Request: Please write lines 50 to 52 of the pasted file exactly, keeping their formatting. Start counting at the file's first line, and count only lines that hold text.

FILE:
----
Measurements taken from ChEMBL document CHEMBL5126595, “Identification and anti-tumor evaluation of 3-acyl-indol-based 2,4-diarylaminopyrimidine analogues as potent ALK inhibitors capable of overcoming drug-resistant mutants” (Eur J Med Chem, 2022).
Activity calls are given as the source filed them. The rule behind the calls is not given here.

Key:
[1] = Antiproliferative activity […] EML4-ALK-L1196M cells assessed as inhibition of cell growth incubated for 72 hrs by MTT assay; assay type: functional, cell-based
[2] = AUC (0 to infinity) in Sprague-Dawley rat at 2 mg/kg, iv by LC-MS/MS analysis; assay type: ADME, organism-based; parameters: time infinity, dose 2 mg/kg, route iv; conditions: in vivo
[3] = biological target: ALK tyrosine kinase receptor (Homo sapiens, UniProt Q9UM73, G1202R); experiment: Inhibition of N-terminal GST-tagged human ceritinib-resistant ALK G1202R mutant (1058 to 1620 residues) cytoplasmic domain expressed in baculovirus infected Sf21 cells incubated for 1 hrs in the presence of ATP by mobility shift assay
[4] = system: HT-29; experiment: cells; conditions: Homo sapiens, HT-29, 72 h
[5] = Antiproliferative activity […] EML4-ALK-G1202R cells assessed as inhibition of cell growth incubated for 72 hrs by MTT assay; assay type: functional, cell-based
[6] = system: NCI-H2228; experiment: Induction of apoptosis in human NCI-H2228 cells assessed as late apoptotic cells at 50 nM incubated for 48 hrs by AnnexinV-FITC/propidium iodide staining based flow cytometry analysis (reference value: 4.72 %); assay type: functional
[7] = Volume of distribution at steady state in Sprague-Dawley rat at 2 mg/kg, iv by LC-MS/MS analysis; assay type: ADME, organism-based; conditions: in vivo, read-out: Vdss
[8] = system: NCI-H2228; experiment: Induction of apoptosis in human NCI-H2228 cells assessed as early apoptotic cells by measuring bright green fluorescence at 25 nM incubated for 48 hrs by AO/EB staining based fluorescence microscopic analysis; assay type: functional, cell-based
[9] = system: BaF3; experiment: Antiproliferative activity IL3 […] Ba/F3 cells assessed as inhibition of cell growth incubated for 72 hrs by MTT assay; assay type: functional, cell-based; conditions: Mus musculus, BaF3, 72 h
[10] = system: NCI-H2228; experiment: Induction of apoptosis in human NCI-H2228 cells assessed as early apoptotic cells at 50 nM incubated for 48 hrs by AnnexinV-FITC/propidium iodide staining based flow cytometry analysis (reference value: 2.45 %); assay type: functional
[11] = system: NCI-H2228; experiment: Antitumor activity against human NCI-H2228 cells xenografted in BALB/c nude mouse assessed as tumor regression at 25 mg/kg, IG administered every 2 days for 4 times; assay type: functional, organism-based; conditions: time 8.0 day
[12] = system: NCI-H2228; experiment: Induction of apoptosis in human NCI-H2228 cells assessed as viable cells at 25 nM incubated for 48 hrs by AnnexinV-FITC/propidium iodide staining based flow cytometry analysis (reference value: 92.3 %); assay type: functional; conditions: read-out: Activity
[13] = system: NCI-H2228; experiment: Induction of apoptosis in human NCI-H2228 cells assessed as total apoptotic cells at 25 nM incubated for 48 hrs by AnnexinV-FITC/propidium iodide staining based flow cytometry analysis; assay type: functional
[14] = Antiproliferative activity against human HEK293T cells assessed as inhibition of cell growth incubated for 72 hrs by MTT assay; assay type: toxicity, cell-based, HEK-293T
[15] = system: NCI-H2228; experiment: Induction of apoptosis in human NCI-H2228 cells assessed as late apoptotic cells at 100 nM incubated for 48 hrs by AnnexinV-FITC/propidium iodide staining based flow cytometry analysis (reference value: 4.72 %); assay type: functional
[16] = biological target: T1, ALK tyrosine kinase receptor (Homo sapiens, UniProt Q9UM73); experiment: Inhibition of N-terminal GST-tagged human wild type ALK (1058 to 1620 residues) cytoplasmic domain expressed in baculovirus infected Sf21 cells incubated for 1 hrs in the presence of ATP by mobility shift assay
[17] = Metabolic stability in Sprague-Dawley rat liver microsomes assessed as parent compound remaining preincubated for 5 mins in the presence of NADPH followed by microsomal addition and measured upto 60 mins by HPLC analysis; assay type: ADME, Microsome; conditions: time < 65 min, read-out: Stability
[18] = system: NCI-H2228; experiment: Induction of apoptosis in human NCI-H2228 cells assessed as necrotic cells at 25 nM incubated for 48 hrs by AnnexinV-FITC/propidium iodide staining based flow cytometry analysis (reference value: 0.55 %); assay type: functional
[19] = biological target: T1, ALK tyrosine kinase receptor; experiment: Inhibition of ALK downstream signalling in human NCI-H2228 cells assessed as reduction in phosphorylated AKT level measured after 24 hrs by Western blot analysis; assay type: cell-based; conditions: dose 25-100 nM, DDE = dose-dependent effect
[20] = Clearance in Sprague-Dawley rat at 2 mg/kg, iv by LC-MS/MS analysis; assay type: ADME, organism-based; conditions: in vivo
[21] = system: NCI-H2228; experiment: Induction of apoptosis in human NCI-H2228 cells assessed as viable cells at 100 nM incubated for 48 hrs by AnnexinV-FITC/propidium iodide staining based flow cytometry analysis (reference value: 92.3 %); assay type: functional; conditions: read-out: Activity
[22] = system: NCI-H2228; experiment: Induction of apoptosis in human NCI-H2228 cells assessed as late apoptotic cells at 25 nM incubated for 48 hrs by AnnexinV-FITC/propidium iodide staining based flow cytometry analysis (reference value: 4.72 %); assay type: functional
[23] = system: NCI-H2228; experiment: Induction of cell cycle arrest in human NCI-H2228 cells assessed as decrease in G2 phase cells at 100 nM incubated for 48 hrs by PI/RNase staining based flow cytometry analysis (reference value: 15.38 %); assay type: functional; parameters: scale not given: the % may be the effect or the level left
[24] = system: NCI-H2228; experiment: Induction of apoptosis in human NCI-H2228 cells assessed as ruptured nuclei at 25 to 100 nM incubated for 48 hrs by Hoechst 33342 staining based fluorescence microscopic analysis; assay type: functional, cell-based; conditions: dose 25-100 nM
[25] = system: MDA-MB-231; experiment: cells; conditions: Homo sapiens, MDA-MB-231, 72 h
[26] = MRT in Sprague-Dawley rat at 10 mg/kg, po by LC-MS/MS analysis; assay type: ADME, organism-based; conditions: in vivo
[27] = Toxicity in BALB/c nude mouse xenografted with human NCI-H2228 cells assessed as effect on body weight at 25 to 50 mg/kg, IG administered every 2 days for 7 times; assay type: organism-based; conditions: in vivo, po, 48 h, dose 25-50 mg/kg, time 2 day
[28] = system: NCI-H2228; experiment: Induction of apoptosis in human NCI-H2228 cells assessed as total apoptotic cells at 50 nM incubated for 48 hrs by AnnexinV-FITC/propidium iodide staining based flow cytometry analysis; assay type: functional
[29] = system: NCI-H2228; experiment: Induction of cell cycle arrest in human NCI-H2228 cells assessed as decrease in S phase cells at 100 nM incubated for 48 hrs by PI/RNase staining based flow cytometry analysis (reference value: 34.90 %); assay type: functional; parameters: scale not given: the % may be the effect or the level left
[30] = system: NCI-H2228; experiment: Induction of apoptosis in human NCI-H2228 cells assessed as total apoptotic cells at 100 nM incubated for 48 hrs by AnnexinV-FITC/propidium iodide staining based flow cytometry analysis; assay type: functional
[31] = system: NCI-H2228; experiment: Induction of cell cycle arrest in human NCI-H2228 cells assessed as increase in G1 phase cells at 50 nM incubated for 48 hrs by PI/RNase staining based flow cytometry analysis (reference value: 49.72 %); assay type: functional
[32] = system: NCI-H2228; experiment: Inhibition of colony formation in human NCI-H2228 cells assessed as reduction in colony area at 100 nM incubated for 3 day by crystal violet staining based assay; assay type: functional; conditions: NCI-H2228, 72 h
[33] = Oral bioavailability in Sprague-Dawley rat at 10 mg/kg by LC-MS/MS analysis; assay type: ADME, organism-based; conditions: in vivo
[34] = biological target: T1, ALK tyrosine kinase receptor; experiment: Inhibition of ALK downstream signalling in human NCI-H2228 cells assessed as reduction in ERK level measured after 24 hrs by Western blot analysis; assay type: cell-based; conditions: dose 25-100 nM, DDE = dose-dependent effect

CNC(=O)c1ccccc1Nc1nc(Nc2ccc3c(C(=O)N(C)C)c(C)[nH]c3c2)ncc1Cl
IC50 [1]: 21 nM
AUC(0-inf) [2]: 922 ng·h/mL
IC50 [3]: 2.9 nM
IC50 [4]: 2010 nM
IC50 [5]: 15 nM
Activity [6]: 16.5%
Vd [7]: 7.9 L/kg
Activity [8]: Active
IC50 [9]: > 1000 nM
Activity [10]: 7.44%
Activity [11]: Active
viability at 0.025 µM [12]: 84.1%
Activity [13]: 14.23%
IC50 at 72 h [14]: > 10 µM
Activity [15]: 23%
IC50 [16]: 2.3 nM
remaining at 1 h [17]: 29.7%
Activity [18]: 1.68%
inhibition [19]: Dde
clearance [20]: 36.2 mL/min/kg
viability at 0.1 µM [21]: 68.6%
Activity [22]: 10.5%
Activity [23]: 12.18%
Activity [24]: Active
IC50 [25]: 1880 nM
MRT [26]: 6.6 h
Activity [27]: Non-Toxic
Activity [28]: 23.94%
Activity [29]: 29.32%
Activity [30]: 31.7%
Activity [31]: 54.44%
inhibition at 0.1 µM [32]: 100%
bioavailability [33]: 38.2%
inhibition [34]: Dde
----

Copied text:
viability at 0.025 µM [12]: 84.1%
Activity [13]: 14.23%
IC50 at 72 h [14]: > 10 µM